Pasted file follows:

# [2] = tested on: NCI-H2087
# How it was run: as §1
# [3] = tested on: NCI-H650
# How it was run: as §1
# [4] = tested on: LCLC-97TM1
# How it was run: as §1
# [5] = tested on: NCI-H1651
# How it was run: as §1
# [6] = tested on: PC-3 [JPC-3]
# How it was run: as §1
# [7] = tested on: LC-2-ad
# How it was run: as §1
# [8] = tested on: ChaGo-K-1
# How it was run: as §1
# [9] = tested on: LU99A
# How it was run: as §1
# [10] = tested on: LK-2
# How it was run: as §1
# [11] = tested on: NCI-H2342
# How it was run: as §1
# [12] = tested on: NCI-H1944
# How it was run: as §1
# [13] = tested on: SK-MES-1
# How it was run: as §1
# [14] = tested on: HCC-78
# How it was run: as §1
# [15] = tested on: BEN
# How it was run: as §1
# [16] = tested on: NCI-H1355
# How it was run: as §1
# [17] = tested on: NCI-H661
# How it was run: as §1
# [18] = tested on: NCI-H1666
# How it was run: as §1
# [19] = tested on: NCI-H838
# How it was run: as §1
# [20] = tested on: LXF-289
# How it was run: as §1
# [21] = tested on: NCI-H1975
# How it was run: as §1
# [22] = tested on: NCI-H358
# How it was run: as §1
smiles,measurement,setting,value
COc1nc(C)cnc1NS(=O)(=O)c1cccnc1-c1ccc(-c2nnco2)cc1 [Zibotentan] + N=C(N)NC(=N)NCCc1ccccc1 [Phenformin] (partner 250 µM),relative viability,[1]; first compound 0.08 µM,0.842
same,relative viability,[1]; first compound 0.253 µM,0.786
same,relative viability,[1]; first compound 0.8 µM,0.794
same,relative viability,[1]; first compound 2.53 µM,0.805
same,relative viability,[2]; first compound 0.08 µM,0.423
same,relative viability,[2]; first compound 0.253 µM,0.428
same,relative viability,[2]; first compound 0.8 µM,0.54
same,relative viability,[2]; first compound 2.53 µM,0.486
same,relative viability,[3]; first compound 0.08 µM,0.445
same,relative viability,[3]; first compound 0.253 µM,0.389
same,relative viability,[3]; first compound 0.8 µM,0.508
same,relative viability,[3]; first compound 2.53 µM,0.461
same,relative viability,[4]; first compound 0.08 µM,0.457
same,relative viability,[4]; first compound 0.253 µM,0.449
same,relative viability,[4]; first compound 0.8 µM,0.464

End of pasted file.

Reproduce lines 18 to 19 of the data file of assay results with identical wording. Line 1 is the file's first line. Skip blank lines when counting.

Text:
# How it was run: as §1
# [11] = tested on: NCI-H2342